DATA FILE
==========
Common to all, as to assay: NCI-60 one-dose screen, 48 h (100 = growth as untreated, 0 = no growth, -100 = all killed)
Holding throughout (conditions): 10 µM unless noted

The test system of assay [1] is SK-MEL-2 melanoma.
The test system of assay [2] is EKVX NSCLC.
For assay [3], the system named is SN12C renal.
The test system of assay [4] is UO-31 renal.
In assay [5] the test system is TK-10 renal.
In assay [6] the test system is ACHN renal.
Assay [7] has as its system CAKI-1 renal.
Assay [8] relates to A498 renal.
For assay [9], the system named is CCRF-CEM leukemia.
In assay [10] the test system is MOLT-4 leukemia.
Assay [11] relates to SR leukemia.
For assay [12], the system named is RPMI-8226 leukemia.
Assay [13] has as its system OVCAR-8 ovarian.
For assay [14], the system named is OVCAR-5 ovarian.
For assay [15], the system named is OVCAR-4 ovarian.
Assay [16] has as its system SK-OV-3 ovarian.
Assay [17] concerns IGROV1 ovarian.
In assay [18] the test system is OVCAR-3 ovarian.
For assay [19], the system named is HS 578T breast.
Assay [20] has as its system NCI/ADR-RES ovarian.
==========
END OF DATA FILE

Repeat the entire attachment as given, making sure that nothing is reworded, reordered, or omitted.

Common to all, as to assay: NCI-60 one-dose screen, 48 h (100 = growth as untreated, 0 = no growth, -100 = all killed)
Holding throughout (conditions): 10 µM unless noted

The test system of assay [1] is SK-MEL-2 melanoma.
The test system of assay [2] is EKVX NSCLC.
For assay [3], the system named is SN12C renal.
The test system of assay [4] is UO-31 renal.
In assay [5] the test system is TK-10 renal.
In assay [6] the test system is ACHN renal.
Assay [7] has as its system CAKI-1 renal.
Assay [8] relates to A498 renal.
For assay [9], the system named is CCRF-CEM leukemia.
In assay [10] the test system is MOLT-4 leukemia.
Assay [11] relates to SR leukemia.
For assay [12], the system named is RPMI-8226 leukemia.
Assay [13] has as its system OVCAR-8 ovarian.
For assay [14], the system named is OVCAR-5 ovarian.
For assay [15], the system named is OVCAR-4 ovarian.
Assay [16] has as its system SK-OV-3 ovarian.
Assay [17] concerns IGROV1 ovarian.
In assay [18] the test system is OVCAR-3 ovarian.
For assay [19], the system named is HS 578T breast.
Assay [20] has as its system NCI/ADR-RES ovarian.